8. LisaM Avatar

    When I was around 14, I was fixing my hair in the mirror in the hallway at my grandmother’s house, and I overheard my grandmother say to my father in just the next room, “I’m worried that she’s getting vain. She’s checking herself out in the mirror again.”

    To this day I am uncomfortable wearing makeup, nail polish, anything girly and primpy, because it feels vain and fake. That’s how badly one comment from my grandmother affected me.

    1. Sylv Avatar

      Is being vain so bad, though? Liking the person you are is good.

  9. Ricky Buchanan Avatar

    I avoided photos for ages but then I read an article about somebody whose mother had died (I think?) and because the mother had felt “too fat to be photographed” there were virtually no photos of her. The daughter wrote very eloquently about how she didn’t want pics of her Mom only being stunningly beautiful, she wanted to remember her Mom being herself. It really had a big effect on me …

    I still find photos pretty hard, but I do share them with friends and family now. Another thing that helped in that area was that when I post pictures on Facebook to my friendly I freely tell them I’m feeling shy/nervous/exposed/whatever about posting this and ask them to say nice things about me. It sounds silly but it’s REALLY helpful! Of course when *other* people look at my photos they don’t see all the negative things that I see, and it’s good to be reminded of that.

  10. Tiffany Avatar

    You have been on FIRE lately with these blog posts and I have to take a second to thank you! You’re words are just the encouragement that I need to continue on my own self-acceptance journey, I am so very happy I found your blogs few years ago, but when the going gets rough , rereading and reading new posts helps to give me the push I DESERVE to live the person I am

    1. Ricky Buchanan Avatar

      I want to say YES YES YES to what Tiffany wrote here :) I’m adoring your blog posts lately and incredibly grateful for them.

      We all need reminding that we deserve to be treated well – by ourselves and others. Thank you for doing that.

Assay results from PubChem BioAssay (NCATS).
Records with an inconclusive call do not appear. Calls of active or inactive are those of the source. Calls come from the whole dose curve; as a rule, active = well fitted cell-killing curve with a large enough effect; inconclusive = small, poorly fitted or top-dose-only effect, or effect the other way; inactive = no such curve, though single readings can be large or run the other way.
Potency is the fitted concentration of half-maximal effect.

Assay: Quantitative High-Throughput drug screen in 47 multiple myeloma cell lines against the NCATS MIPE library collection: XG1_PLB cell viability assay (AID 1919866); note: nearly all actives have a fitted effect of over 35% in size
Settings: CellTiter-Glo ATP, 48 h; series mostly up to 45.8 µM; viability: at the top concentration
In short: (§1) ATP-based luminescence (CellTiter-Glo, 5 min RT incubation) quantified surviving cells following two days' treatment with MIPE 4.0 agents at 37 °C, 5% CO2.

11. Rabbi Ruth Adar Avatar

    “I have weighed a lot of weights in my life, and looked a lot of different ways, and I have been human the whole time.”

    That line is when I burst into tears. The whole post is brilliant; I hope it goes viral.

    1. Mich Avatar

      I picked up on that too.

  12. closetpuritan Avatar

    It’s interesting how people have been so worried about what happens when we regularly see fat people (the ‘obesity is contagious’ meme) but not worried at all about what happens when we don’t (not seeing a fat person’s body as a normal human body=profound othering).

  13. Jen Avatar

    I would like fat people to flip me off all day!

    I was very thin, and then I gained a lot of weight and panicked a lot. I thought there was a weight cut-off somewhere where if I got below it, I would be somehow “acceptable” again.

    But then there was a moment I realized that I’m not supposed to win that game. Like, even if I lost 100 pounds and was “average,” it wouldn’t be enough. And even if I were really thin (like I was in high school), I would be meant to be uneasy constantly, like, “omg what if I get fat it’s the worst thing ever”? Because I think this is more about control than it is about aesthetics (or health).

    Being fat and deciding you’re gorgeous is radical. Now I try to soak in “unacceptability” a little every day, because being unacceptable is both delicious and bound to happen. My body doesn’t really want to be controlled.

    Just some random thoughts!

  14. Kath Avatar

    Michelle, this is beautiful and wonderous and perfect and amazing. I love what you do.

  15. Kaci Avatar

    I switched myself over to intuitive eating about a month and a half ago and am doing so much better for it! It’s great to not be at war with my body. Along the lines of looking like oneself – I visited my parents last week and hadn’t seen them in a couple months. When I got to their house, my mom immediately exclaimed “You’ve lost weight!” Nope, I gained the 3 lbs I’d been fighting my body over for the past several years – but I was happy with my body and felt confident living in it, and I think that’s what made me look good. (And please don’t be too hard on my mom – we had a good talk in which we acknowledged the fact that our society automatically uses “You’ve lost weight” for “You look really good and I can’t put my finger on what’s different,” which isn’t a great system but an easy one to fall into if you’re not familiar with fat-acceptance/HAES/intuitive eating stuff.

  16. JD Avatar

    That link…what is wrong with these people? That’s (literal!) erasure of fat people…I’d heard “skinny-shaming” in what I thought was an authentic “but isn’t it ok to be skinny too?” sense, but in this context it just looks like bullying.

    Anyways, thank you for the insightful post.

  17. Carrie Avatar

    Thank you. This is the first time I have come across your blog and I will be checking it often. Thank you for reminding me that I am human as well and just as worthwhile as everyone else. This has come at a time I needed it most of all.

  18. […] We deserve to look like ourselves. […]

  19. Andrea Avatar

    Thank you so much for this! I am just starting my journey of unconditional self-love and this was exactly the boost I needed.